A Look at Conflictual Non-Chosen Relationships
Hey everyone, I am back from a refreshing break and ready to dive back into relationships. I have recently been doing extensive research on couples as I have a few things brewing (stay tuned) and as I have added another avenue to my business. I have started working with a practice in my area where they needed someone to work mainly with couples.
Me being me, I have ordered even more couples and dating books than I already have and am loving reading about all the topics most people try to avoid. I figured I would take some time to write about conflict because, let’s face it, who doesn’t have some conflict in their lives?
If you Google “conflict in relationships,” most of the articles that appear have to do with conflict being beneficial to relationships. For the most part, if you are in a healthy romantic relationship, conflict will in fact help improve the relationship.
Theories like “Social Exchange Theory” explain that partners keep a balance sheet in their minds about their relationship. When the balance sheet feels off balance, conflict arises which forces the issues onto the table.
Usually having topics on the table can help couples to see, understand, and act on imbalances. Can conflict ever be bad for relationships though?
I started to wonder about all kinds of relationships, not just romantic. If you think about the totality of your relationships, most of the relationships you consider to be important are with people who you chose to have in your life.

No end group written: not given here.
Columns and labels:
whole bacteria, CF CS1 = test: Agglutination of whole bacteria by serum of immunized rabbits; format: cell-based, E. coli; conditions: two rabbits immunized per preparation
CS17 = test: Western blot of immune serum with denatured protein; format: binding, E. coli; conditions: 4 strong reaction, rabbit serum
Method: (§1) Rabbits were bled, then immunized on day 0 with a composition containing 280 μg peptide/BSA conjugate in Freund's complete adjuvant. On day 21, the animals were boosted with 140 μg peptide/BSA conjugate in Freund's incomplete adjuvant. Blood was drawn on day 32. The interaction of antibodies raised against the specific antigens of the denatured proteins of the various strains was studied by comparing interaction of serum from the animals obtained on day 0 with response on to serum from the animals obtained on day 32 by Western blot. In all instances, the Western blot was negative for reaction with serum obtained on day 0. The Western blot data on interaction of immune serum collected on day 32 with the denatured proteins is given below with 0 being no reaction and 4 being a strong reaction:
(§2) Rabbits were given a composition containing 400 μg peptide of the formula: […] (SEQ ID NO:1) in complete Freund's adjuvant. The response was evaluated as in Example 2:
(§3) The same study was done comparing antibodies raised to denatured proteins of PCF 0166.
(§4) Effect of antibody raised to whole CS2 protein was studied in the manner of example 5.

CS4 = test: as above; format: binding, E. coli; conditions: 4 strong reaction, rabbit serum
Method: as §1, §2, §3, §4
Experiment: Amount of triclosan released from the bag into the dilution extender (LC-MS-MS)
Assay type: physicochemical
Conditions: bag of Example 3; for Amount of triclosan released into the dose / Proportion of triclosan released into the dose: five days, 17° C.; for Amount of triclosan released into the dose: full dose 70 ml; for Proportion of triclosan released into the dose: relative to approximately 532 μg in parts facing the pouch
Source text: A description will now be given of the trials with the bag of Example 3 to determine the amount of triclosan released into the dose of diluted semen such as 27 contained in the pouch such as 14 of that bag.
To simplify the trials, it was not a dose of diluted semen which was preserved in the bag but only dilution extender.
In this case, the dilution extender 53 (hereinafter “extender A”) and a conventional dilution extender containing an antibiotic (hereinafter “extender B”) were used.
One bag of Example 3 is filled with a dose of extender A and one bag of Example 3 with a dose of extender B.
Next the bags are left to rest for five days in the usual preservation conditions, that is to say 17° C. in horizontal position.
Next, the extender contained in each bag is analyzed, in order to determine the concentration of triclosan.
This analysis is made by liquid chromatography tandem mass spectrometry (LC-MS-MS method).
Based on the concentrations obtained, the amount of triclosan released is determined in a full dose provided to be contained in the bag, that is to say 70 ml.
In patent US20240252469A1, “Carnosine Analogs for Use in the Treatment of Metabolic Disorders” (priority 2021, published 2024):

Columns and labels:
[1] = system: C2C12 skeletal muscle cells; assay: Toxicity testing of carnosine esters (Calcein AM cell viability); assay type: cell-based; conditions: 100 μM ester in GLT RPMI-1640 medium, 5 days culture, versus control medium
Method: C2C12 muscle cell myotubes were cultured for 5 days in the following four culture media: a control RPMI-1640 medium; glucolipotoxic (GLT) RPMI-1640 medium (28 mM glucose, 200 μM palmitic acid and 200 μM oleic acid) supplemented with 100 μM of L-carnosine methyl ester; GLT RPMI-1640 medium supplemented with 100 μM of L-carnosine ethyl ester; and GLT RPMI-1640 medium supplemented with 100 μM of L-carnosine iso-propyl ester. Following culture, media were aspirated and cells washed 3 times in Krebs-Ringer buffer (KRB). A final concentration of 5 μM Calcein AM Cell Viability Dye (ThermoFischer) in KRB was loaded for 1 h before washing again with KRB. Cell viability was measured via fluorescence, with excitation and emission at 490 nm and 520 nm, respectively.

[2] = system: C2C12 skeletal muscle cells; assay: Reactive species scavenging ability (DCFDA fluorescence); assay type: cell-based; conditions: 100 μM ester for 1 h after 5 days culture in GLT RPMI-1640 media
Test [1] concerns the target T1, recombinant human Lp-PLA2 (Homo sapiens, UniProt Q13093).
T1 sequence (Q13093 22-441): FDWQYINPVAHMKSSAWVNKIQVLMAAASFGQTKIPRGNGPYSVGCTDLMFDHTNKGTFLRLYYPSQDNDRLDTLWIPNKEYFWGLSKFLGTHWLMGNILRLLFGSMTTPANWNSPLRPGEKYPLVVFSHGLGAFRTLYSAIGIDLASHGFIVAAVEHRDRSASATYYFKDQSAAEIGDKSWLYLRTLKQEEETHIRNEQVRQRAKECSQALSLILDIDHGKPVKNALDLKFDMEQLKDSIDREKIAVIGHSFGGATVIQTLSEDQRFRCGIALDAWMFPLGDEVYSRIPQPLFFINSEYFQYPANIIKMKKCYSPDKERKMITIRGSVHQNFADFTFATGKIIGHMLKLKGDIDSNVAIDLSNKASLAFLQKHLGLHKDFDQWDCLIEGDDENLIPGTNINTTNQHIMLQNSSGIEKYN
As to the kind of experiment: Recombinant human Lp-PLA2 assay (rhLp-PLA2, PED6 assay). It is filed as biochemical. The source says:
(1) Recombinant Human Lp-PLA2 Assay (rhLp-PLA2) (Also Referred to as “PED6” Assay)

There are a handful, however, who either have come into your life simply through connections like a boyfriend of a friend, a cousin of your wife, or even a family member and those who have come into your life because of where you are living and working like neighbors and coworkers.
Conflict seems to be more common with those individuals because some of the time those are not people you would not chose to have in your life circle. Because of their connection to those people or things we care about, there is a need to maintain a somewhat healthy relationship and cut down on the conflict. How do we do that?
Managing conflict is difficult especially when emotions are involved. The best practice is to step away from the situation when you feel like you are getting heated. If the conflict started in the break room at work, excuse yourself and state something like, “Things are feeling a little tense and I am going to remove myself right now so I do not say something I will regret.”
Taking the ownership of your emotions is always a good practice and stating what you are doing will give context, otherwise you look like you just walked out in a huff.
It is also important to state that you do intend on coming back to the issue at hand, but that you will do so only when the tensions have calmed. Sometimes, there are situations where the other person seems to be really upset. Give them the heads up that you are open to talking once they are able to regulate their emotions.
Nothing good will come of anyone talking out of primal emotions like anger or fear.